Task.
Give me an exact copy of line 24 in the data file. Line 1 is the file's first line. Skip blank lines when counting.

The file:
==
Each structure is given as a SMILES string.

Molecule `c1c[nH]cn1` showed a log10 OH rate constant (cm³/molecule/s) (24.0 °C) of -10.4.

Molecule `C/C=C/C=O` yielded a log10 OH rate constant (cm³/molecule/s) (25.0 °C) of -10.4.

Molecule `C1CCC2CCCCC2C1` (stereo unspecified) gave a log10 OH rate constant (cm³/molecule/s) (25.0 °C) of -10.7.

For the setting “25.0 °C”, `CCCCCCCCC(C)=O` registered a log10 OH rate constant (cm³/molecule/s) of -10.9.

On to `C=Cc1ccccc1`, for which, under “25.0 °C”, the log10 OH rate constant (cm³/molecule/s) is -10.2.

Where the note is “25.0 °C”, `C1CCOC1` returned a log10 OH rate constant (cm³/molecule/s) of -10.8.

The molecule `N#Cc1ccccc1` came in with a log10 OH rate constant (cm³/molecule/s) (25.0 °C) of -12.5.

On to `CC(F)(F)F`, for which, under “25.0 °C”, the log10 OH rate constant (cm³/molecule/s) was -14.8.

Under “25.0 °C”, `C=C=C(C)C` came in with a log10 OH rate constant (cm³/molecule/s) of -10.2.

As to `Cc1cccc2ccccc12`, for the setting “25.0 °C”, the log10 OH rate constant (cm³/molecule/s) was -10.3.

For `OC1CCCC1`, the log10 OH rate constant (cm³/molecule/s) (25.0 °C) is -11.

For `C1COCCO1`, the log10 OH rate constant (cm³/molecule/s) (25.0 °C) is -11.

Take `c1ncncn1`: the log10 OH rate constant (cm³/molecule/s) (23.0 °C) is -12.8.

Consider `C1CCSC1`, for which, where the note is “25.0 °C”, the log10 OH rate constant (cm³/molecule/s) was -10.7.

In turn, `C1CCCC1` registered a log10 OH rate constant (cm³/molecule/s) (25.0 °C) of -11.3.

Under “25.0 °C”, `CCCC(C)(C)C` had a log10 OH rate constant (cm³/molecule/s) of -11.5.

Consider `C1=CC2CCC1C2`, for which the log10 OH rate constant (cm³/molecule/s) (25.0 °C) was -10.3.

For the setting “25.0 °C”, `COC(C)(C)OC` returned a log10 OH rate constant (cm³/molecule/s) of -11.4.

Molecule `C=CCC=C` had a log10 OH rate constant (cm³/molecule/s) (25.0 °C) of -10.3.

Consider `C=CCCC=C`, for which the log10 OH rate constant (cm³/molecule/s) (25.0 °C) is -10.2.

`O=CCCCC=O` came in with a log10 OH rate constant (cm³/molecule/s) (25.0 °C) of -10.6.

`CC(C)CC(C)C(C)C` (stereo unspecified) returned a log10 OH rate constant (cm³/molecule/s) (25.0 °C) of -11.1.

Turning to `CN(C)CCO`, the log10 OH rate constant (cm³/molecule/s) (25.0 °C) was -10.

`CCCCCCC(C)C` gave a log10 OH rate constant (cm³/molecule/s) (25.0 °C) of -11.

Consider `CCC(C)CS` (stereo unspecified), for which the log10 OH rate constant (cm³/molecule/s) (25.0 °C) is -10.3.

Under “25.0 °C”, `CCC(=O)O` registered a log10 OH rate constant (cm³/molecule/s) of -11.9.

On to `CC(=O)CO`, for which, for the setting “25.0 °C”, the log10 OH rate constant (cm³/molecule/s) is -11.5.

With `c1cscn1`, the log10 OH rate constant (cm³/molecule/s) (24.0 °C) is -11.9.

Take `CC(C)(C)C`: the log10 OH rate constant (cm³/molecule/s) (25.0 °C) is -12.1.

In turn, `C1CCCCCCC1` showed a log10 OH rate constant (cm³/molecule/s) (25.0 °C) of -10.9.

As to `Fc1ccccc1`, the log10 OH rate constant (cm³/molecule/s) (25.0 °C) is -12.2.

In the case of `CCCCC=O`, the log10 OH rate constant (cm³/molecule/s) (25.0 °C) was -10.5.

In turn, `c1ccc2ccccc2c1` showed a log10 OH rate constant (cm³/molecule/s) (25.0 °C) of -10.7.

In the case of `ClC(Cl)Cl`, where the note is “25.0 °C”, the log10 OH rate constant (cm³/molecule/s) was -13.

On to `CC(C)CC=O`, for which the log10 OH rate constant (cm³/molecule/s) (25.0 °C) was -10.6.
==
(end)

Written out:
Turning to `CN(C)CCO`, the log10 OH rate constant (cm³/molecule/s) (25.0 °C) was -10.